WHO MANAGES IT?
Themonetary policyof the eurozone is the responsibility of the European Central Bank (ECB), which was created for that purpose, and the national central banks of the euro area countries. Together they compose the Eurosystem.
Fiscal and structural policiesremain in the hands of individual national authorities. However, they must coordinate these policies in order to attain the common objectives of stability, growth and employment. A major coordination structure is the Stability and Growth pact , which contains agreed rules on fiscal discipline.
WHY DID THE CRISIS HAPPEN?
Europe’s debt crisis was initially triggered by events in the American banking sector.
When a slowdown in the US economy caused over-extended American homeowners to default on their mortgages, banks all over the world with investments linked to those mortgages started losing money.
America’s fourth largest investment bank, Lehman brothers, collapsed under the weight of its bad investments, scaring other banks and investors with which it did business.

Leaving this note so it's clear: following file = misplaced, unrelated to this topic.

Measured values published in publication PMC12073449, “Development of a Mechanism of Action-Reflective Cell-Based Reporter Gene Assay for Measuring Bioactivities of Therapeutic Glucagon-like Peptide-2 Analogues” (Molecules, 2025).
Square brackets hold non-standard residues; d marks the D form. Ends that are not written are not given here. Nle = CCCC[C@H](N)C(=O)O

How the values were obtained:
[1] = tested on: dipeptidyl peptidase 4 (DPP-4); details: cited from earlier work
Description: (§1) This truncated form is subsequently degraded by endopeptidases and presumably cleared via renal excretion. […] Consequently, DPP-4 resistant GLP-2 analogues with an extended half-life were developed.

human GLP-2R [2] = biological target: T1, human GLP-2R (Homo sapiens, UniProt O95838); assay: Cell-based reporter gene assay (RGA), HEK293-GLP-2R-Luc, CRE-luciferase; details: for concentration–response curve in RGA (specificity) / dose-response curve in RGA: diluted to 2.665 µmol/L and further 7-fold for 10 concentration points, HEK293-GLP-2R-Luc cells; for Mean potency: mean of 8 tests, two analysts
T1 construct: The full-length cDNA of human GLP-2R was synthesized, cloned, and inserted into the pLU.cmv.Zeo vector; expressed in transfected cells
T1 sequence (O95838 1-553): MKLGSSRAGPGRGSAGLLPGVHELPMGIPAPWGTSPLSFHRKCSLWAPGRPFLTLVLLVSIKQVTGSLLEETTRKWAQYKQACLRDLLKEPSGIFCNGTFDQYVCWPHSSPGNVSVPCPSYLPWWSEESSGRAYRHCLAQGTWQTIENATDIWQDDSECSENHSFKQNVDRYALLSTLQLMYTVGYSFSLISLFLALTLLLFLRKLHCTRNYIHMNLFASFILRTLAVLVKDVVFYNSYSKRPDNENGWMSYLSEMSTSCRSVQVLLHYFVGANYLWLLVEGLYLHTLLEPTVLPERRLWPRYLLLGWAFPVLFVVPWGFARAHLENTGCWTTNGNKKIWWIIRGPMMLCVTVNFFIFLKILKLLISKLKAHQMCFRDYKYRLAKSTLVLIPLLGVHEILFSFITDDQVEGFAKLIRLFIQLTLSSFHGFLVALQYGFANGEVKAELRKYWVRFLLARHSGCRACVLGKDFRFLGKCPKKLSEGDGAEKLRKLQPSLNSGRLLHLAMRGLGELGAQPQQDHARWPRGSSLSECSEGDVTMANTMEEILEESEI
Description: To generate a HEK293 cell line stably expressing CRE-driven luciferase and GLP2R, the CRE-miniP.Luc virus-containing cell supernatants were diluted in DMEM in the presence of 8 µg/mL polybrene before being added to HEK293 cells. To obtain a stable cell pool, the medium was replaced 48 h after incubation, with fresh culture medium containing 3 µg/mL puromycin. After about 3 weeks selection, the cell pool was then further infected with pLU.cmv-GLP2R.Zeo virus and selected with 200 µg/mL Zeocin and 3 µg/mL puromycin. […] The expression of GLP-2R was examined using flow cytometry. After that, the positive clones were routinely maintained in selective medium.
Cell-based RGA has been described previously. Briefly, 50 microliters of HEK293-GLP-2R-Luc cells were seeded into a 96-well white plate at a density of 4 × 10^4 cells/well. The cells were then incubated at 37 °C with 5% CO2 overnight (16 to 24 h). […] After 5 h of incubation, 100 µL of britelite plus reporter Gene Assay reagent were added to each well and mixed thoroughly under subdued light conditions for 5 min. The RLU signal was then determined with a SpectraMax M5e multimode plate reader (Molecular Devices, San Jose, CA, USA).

The fear that more banks could fail caused investors and banks to take extreme precautions. Banks stopped lending to each other, pushing those reliant on such loans close to the edge.
European banks that had invested heavily in the American mortgage market were hit hard. In an attempt to stop some banks from failing, governments came to the rescue in many EU countries like Germany, France, the UK, Ireland, Denmark, the Netherlands and Belgium. But the cost of bailing out the banks proved very high. In Ireland, it almost bankrupted the government until fellow EU countries stepped in with financial assistance.
As Europe slipped into recession in 2009, a problem that started in the banks began to affect governments more and more, as markets worried that some countries could not afford to rescue banks in trouble.
Investors began to look more closely at the finances of governments. Greece came under particular scrutiny because its economy was in very bad shape and successive governments had racked up debts nearly twice the size of the economy.